UC DAVIS (US) — The most popular teens—and those at the bottom of the popularity pack—are the least likely to be aggressive to their peers, according to a new study.
“Our findings underscore the argument that—for the most part—attaining and maintaining a high social status likely involves some level of antagonistic behavior,” says Robert Faris, assistant professor of sociology at University of California, Davis.
The study, published in the American Sociological Review finds that it’s actually students who are popular, but not the most popular, who are most likely to torment other adolescents.
“The fact that they both have reduced levels of aggression is true, but it can be attributed to quite different things,” says co-author Diane Felmlee, professor of sociology.
“The ones at the bottom don’t have the social power or as much capacity to be aggressive whereas the ones at the top have all that power, but don’t need to use it.”
Students’ popularity was determined by how central they were in their school’s web of friendships. Aggression is defined as behavior directed toward harming or causing pain to another. It can be physical (hitting, shoving or kicking), verbal (name-calling or threats) or indirect (spreading rumors or ostracism).
Increases in social status for both males and females are accompanied by subsequent increases in aggression until a student approaches the top of the social hierarchy.
Adolescents in the top 2 percent of the social hierarchy—where aggression peaks—have an average aggression rate that is 28 percent greater than students at the very bottom and 40 percent greater than students at the very top.
Aggression rate is calculated based on the number of classmates a student victimized in the past three months.
“Aggression usually requires some degree of social support, power, or influence,” Faris says. “This is mostly because students expect to see each other on a daily basis at school and any act of aggression brings risk of retaliation.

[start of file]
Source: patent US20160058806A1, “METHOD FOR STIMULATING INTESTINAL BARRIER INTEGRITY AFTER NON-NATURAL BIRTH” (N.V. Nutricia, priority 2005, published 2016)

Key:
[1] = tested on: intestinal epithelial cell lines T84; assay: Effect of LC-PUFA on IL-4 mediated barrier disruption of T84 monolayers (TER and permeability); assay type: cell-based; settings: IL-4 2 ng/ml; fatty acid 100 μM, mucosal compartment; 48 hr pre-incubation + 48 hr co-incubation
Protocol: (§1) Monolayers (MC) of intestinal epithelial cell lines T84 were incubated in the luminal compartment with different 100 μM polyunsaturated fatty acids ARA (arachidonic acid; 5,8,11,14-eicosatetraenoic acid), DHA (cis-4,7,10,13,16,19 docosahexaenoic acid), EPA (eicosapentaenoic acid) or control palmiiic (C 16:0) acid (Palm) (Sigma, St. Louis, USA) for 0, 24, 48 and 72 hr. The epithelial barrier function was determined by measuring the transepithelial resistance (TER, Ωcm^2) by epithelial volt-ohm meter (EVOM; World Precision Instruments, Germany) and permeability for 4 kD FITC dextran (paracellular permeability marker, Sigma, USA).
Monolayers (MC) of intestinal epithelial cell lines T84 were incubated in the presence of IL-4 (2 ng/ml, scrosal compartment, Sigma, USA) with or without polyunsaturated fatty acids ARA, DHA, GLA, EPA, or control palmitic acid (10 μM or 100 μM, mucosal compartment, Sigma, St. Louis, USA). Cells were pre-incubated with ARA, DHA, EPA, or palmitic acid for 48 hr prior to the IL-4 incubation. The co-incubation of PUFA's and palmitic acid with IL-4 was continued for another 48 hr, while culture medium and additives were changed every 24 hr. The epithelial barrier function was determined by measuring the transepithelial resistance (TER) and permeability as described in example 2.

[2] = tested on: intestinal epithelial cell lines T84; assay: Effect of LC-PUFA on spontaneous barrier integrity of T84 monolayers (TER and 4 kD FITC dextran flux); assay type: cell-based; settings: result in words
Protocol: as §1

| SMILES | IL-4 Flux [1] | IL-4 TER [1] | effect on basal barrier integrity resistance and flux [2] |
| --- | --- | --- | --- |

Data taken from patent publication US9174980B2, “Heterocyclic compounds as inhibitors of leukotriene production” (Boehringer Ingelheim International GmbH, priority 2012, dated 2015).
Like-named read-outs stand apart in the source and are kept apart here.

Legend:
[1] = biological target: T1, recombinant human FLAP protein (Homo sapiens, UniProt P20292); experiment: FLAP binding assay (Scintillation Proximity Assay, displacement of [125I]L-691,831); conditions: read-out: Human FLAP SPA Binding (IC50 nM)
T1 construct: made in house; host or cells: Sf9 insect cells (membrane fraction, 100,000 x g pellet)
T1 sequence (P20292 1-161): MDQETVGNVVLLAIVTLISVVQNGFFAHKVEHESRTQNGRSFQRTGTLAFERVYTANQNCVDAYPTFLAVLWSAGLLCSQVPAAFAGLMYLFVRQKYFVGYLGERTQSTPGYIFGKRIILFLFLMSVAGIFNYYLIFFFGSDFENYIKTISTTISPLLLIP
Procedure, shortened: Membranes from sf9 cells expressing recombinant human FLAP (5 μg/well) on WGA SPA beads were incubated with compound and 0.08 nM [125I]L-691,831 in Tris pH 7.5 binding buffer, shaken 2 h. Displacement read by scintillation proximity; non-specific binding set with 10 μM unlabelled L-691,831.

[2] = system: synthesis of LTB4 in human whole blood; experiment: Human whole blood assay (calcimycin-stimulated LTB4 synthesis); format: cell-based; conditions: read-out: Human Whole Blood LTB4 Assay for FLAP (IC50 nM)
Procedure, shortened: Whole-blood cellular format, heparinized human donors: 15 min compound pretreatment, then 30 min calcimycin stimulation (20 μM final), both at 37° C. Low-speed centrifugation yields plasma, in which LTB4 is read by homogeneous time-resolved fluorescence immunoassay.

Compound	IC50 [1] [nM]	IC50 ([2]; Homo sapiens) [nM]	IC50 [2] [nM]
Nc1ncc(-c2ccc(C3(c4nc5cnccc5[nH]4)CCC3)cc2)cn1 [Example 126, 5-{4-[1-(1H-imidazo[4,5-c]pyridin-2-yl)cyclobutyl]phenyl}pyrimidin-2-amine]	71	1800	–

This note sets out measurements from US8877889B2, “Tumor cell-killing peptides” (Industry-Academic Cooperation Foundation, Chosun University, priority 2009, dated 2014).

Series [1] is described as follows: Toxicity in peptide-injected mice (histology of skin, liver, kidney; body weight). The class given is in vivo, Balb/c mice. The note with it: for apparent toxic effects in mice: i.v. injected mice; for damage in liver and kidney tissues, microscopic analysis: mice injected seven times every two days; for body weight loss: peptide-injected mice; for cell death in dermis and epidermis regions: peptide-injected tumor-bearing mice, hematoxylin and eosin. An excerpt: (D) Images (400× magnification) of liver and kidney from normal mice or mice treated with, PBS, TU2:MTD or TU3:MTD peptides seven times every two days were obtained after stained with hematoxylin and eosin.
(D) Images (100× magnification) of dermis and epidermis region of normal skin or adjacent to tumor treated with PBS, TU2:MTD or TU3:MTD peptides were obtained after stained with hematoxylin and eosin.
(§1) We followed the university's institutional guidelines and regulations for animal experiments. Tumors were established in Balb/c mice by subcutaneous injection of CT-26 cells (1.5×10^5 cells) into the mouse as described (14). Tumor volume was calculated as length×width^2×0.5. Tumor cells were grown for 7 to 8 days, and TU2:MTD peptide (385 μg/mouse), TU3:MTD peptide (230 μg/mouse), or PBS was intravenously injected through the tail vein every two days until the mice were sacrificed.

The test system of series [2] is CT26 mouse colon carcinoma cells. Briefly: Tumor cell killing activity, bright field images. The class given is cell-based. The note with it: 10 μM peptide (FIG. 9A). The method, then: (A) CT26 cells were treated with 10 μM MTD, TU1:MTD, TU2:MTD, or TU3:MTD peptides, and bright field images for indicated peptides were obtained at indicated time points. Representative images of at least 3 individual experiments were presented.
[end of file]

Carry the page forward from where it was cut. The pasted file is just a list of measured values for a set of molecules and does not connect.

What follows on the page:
“Those at the center of the web of social ties are, we believe, more powerful and may deter retribution.”
Yet, those students at the very top of the social hierarchy—who seemingly possess the most social capacity for aggressiveness—generally aren’t aggressive.
“If an adolescent at the top of the social hierarchy were to act aggressively towards his or her peers, such action could signal insecurity or weakness rather than cement the student’s position,” says Faris.
“And, it’s possible that, at the highest level, they may receive more benefits from being pro-social and kind.”
Young people at the top level may also be “somehow different” and “not disposed to aggressiveness in the first place,” Faris says.
The study used data from The Context of Adolescent Substance Use survey, a longitudinal survey of adolescents at 19 public schools in three counties in North Carolina that began in the spring of 2002, and included 3,722 eighth-, ninth- and 10th -grade students during the 2004-5 school year.
While the study focuses on a sample of small-town and rural North Carolina students, Faris expects similar results in bigger cities.
“I would be surprised if kids in New York City or L.A. were radically different than kids in North Carolina.”
Interventions targeted specifically at aggressive kids or victims miss the point, Faris says.
“I would start by focusing on the kids who are not involved and work on encouraging them to be less passive or approving of these sorts of antagonistic relationships.
“It’s through these kids who are not involved that the aggressive kids get their power.”
Funding was provided by the National Institute on Drug Abuse and the Centers for Disease Control and Prevention.
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